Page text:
Although the Hebrew name of the first month is Abib, the Babylonian name of Nissan was kept to remind the Jews of their redemption from Babylon which resulted in the building of the Second Temple (Ramban).

Ex. 12:3 describes how G-d carefully lays out the details of Pesach (Passover) which is a mandated festival. Notice that the entire assembly is involved. The word assembly in Hebrew derives from the word Ayin Dalet Tav (Adat) which means to fix or appoint. This implies that the word refers to a society united by a common calling, a community (R. Hirsch). This is the first time this word is used in the Torah, implying that the commandment of the pesach-offering was the beginning of a new era for Israel and a new relationship with YHVH as His Chosen People.

The lamb without defect in its first year is to be chosen for the offering. On the 14th of the month, the entire assembly slaughters these innocent animals. Note that the sacrifices occurred in the afternoon just as the time of Yahshua’s crucifixion and the time of his death, 3PM. In retrospect the people smeared some of the blood on the two sides and top of the door-frame at the entrance of the house in which they ate it with matzah (unleavened bread) and maror (bitter herbs). Similarly, Yahshua’s blood atoned for our PAST sins (Rom. 3:25; 2 Pet. 1:9) and provided a way in which we can be reconciled to G-d as a separated people as He prepares to take us out of spiritual Egypt, through the water, and into our own training ground in our spiritual desert. This is the first mention of leaven in the Bible and from this point on it comes to stand for evil. In the B’rit Chadashah leaven stands for Hypocrisy ( Lk. 12:1), Rationalism ( Mt.16:6,12), Worldliness ( Mk.8:15), Evil conduct ( 1 Cor.5:6), and False doctrine ( Gal. 5:9).The meal the Israelites are commanded to eat before leaving Egypt is not your typical social gathering where everyone sits and talks around the food and catches up on the day. The Israelites are instructed to eat this meal in a hurry, ready to run. G-d is merciful in telling them why they have to eat this meal in this particular way. He is about to judge Egypt and kill the firstborn. He is also merciful to allow them to eat at all before they are taken out of Egypt. These examples are among many that illustrate how G-d provides our every need. Note that Pharaoh is not killed; even though he is a first born. He was allowed to live so that he could tell the world about G-d’s greatness.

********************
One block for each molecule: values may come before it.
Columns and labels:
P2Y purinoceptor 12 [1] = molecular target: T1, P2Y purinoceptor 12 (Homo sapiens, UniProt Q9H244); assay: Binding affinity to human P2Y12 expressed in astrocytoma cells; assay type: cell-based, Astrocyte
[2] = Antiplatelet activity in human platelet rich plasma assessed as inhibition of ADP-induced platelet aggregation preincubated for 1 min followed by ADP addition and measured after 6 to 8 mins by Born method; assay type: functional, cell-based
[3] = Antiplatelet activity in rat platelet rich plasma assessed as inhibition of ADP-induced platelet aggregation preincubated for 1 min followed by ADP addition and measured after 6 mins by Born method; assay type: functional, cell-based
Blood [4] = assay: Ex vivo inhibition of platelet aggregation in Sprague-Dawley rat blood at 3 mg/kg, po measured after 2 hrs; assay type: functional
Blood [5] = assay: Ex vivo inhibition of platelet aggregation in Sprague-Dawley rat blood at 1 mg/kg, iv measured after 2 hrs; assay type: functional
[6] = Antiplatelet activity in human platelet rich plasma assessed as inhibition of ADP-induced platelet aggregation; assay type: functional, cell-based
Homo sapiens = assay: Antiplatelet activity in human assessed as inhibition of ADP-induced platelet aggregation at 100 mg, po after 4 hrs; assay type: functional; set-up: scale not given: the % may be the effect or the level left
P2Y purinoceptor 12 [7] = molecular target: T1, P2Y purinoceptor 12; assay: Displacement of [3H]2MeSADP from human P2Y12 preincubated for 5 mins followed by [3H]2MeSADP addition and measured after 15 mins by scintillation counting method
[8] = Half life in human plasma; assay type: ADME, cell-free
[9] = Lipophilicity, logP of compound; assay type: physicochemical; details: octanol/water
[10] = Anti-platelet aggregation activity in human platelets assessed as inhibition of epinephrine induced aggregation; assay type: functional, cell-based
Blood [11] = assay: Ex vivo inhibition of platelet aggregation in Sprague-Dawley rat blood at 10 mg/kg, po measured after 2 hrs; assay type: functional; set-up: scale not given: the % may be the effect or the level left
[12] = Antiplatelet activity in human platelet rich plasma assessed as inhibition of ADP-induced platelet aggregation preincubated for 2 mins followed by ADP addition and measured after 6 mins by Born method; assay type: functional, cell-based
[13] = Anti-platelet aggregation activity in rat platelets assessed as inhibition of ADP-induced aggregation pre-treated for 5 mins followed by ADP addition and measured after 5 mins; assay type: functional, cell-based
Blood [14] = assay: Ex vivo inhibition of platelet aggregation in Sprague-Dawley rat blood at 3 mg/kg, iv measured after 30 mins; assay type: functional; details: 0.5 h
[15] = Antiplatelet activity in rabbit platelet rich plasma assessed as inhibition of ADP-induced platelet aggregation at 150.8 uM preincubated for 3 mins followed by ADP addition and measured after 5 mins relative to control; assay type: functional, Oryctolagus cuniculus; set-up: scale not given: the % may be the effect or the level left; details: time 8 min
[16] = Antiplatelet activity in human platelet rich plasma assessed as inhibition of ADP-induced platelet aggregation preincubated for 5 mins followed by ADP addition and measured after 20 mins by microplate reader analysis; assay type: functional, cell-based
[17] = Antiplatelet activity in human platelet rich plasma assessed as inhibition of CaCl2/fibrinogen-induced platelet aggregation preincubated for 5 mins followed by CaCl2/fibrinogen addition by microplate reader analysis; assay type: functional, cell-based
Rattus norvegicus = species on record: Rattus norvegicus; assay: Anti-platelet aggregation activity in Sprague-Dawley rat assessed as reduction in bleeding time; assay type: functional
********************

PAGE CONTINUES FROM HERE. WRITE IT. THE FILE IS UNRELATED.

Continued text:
The next sentence should be marked in your Bible in some way. Verse 14 states “This will be a day for you to remember and celebrate as a festival to Adonai; from generation to generation you are to celebrate it by a perpetual regulation. Perpetual means ongoing; it has neither been abrogated nor replaced with the pagan celebration of Easter, which always falls on Sunday. The true Passover always falls on the 14th day of Nissan on various days of the week. Passover also does not biblically represent the resurrection of Yahshua, Before you say this festival wouldn’t represent Yahshua in any context, think again. This entire event foreshadows Yahshua’s sacrifice of Himself yet to occur. Let’s continue; G-ds not done. Verse15 “For seven days you are to eat matzah (unleavened bread) – on the first day remove the leaven from your houses.” We go all through the kitchen and anywhere else we keep food and look for food that contain the 5 grains that will cause the food to rise when added to water after 22 minutes. “For whoever eats hametz from the first to the seventh day is to be cut off from Israel. On the first and the seventh days, you are to have an assembly set aside for G-d. On these days no work is to be done, except what each must do to prepare food; you may only do that.” G-d emphasizes this regulation in verse 17, “You are to observe the festival of matzah, for on this very day I brought your divisions out of the land of Egypt. Therefore you are to observe this day from generation to generation by a perpetual regulation.” For a third time G-d says in verse 18, “From the evening of the fourteenth day of the first month until the twenty-first day, you are to eat matzah. During those seven days, no leaven is to be found in your houses. Whoever eats food with hametz in it is to be cut off from the community of Israel.” – it doesn’t matter whether he is a foreigner or a citizen of the land. Eat nothing with hametz in it. Wherever you live, eat matzah.” It is clear we are to separate ourselves from sin. And what exactly is sin according to the Bible? We find the answer in 1 John 3:4 Everyone who sins breaks the law; in fact, sin is lawlessness.” We may think for instance, that having a few crumbs of leavened bread won’t hurt anything. Or we may think that if we have leavened bread in the freezer, it’s ok, we just won’t open the package. But G-d uses the analogy of hametz in describing sin in our lives. Leaven puffs up the dough much as pride puffs us up. You cannot separate one little yeast grain from the rest. Once it is activated, it permeates the entire lump of dough. Such is the nature of sin. We may think we can handle temptation; one drink, one touch or flirtatious smile, or celebration of one pagan holiday. But Yosef knew that to flirt with temptation is to face ultimate defeat (Gen. 39:12). We cannot say for sure if Joseph was tempted. Regardless, he did not remain in a position to follow through with any thoughts he may have had at the time. Eve’s encounter with the serpent (Gen. 3:1-6) is an example of what happens when we tarry with temptation. She gave the serpent time to convince her, to seduce her, to carry out his plan resulting in a seemingly minor indiscretion that affected all of humanity and its relationship to everything else in the universe. We are to clean our homes and our lives of every trace leaven. This is a lifelong process. G-d repeats this command twice more in verses 24 and 25.